The BJP tried to rake up other emotional issues during the run up to the UP assembly and in the other three states besides the MCD, but that too didn’t help the party at all. Issues like terrorism, Indo-Pak standoff and the recently passed terrorism ordinance were projected by the party in order to win elections, but nothing seems to have worked in its favour. The BJP was able to win the eighty-eight seats in UP assembly only because of the trilateral electoral fight in most of the seats in the state. Had there been some sort of understanding between either the Samjwadi Party and the BSP or the SP and the Congress it would have certainly been eliminated from the state.
So what has gone wrong with the party? Why it is being debunked by the people who had earlier voted for it? Why its poll share is shrinking rapidly. And why there is no sign of a resurgence in sight? Is the BJP bracing for some rapid change? Is it the reason why the Prime Minister who himself visited Ahmadabad and met some of the worst sufferers of the genocide carried out in Gujarat by his own party in association with his parent organization the RSS and the sister organization the VHP, instead of consoling the sufferers went on an anti-Islam and anti-Christianity tirade? Vajpayee tried to rub salt into the wounds of the victims of Independent India’s worst ethnic pogrom.
In Goa Vajpayee repeatedly spoke against Muslims and Islam. ‘Jahan Jahan Musalman hain ghul milkar nahi rahte hain (wherever Muslims are they don’t want to live in peace)’ . It was just the beginning. He went ahead with Muslim bashing and added, ‘Auron se ghulna milna nahi chahte. Shantipurn tarike se parchar karne ke bajaye atankwad se dara dhamka kar apne mat ka parchar karna chahte hain (They don’t want to mix with others. Instead they want to preach and propagate their religion by creating fear and terror in the minds of others).
As it was not enough the Prime Minister tried to squarely blame Muslim for what is happening in Gujarat. Vajpayee said that ‘Gujarat mein kya hua? Agar Sabarmati na hota to jo hua woh nahi hota (What happened in Gujarat? If the attack on Sabarmati had not happened, then what happened later [communal violence] would not have happened). Mr Vajpayye though condemned the aftermath of Godhra. ‘Whatever happened after Godhra was shameful’ he said but quickly added: Lekin aag lagai kisne (But who started the fire?). It is the same theory what the Gujarat chief minister Narendr Modi who is directly and indirectly involved in Muslims’ massacre in the state has been advocating. Modi has all along been maintaining that the Muslim’s genocide in Gujarat is directly a revenge of what happened in Godhra.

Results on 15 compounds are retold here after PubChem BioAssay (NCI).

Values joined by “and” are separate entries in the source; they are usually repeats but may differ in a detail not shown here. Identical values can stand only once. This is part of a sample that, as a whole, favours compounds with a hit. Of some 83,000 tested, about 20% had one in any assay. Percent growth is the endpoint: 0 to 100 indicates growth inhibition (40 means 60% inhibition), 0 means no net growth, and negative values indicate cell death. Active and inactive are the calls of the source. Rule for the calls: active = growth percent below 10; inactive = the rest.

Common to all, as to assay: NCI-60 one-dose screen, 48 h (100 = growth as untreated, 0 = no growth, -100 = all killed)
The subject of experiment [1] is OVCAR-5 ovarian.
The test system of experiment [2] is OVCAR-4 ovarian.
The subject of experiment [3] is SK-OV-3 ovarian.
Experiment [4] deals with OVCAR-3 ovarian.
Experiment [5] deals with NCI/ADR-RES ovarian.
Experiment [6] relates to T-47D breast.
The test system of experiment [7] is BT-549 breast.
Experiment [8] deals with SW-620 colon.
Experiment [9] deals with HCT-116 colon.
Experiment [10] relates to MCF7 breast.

Does this aggressive tone of supposedly one of the softest masks of the BJP indicate that the party is trying to refurbish its image as a hardline fundamentalist party?
The fact is that the BJP has never been a soft party. It has always been a fundamentalist militant political organization that rose on emotional issue of the Ram temple and worst communal riots throughout the country in which thousands of people were killed. It has never been able to get votes on its good performance and good governance. And it is its misgovernance in state after state that has caused the immediate and large scale erosion in party’s vote base. The party has been routed in state after state in all the major elections since 1998 despite favourable factors such as Pokhran, Kargil and terrorism.
There are reports that after openly deciding to go for polls in Gujarat where it thought that communal divide will polarize voters in its favour the party has developed cold feet due to inputs from different parts of the state that it is not right to go for polls now and if it goes nonetheless it will be routed. All is not well for the party even in the Sangh’s laboratory.
The slide has begun. And it will continue. People want good governance. They want roti, kapda, makan besides refrigerator, television and washing machine etc. At times they may find state sponsored looting of shops belonging to Muslim community a bit interesting, but this temptation is short lived. It cannot supplant good governance and development. It is the only route to success for any party. And here the BJP fares the worst.